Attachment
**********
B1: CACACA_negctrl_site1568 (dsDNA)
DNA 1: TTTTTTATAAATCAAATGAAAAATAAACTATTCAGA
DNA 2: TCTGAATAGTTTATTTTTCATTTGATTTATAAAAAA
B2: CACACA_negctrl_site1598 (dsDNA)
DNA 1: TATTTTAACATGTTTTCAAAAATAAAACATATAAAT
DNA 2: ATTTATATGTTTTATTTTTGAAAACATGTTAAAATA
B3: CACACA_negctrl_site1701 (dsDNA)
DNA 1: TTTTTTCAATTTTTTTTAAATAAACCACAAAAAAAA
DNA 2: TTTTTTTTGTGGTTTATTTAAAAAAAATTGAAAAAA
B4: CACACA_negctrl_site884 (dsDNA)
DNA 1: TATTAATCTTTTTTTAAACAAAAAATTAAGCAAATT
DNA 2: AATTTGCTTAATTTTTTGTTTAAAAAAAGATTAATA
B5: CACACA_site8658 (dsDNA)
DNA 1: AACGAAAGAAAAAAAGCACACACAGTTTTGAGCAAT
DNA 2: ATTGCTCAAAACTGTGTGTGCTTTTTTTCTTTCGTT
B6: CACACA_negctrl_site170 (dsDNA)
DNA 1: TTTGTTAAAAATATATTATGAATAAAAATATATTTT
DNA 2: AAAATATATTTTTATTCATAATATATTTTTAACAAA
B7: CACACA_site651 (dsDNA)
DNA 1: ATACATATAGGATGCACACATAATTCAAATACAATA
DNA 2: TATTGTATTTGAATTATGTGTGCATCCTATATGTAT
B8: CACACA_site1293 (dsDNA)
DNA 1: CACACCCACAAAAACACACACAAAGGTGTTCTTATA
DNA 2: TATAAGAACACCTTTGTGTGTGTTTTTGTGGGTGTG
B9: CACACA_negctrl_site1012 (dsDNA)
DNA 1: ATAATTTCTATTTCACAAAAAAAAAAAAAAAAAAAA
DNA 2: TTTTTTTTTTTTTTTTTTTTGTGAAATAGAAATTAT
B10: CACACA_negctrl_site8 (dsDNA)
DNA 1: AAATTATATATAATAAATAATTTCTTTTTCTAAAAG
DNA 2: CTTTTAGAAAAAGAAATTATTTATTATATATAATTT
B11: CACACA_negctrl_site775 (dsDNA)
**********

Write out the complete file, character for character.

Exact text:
B1: CACACA_negctrl_site1568 (dsDNA)
DNA 1: TTTTTTATAAATCAAATGAAAAATAAACTATTCAGA
DNA 2: TCTGAATAGTTTATTTTTCATTTGATTTATAAAAAA
B2: CACACA_negctrl_site1598 (dsDNA)
DNA 1: TATTTTAACATGTTTTCAAAAATAAAACATATAAAT
DNA 2: ATTTATATGTTTTATTTTTGAAAACATGTTAAAATA
B3: CACACA_negctrl_site1701 (dsDNA)
DNA 1: TTTTTTCAATTTTTTTTAAATAAACCACAAAAAAAA
DNA 2: TTTTTTTTGTGGTTTATTTAAAAAAAATTGAAAAAA
B4: CACACA_negctrl_site884 (dsDNA)
DNA 1: TATTAATCTTTTTTTAAACAAAAAATTAAGCAAATT
DNA 2: AATTTGCTTAATTTTTTGTTTAAAAAAAGATTAATA
B5: CACACA_site8658 (dsDNA)
DNA 1: AACGAAAGAAAAAAAGCACACACAGTTTTGAGCAAT
DNA 2: ATTGCTCAAAACTGTGTGTGCTTTTTTTCTTTCGTT
B6: CACACA_negctrl_site170 (dsDNA)
DNA 1: TTTGTTAAAAATATATTATGAATAAAAATATATTTT
DNA 2: AAAATATATTTTTATTCATAATATATTTTTAACAAA
B7: CACACA_site651 (dsDNA)
DNA 1: ATACATATAGGATGCACACATAATTCAAATACAATA
DNA 2: TATTGTATTTGAATTATGTGTGCATCCTATATGTAT
B8: CACACA_site1293 (dsDNA)
DNA 1: CACACCCACAAAAACACACACAAAGGTGTTCTTATA
DNA 2: TATAAGAACACCTTTGTGTGTGTTTTTGTGGGTGTG
B9: CACACA_negctrl_site1012 (dsDNA)
DNA 1: ATAATTTCTATTTCACAAAAAAAAAAAAAAAAAAAA
DNA 2: TTTTTTTTTTTTTTTTTTTTGTGAAATAGAAATTAT
B10: CACACA_negctrl_site8 (dsDNA)
DNA 1: AAATTATATATAATAAATAATTTCTTTTTCTAAAAG
DNA 2: CTTTTAGAAAAAGAAATTATTTATTATATATAATTT
B11: CACACA_negctrl_site775 (dsDNA)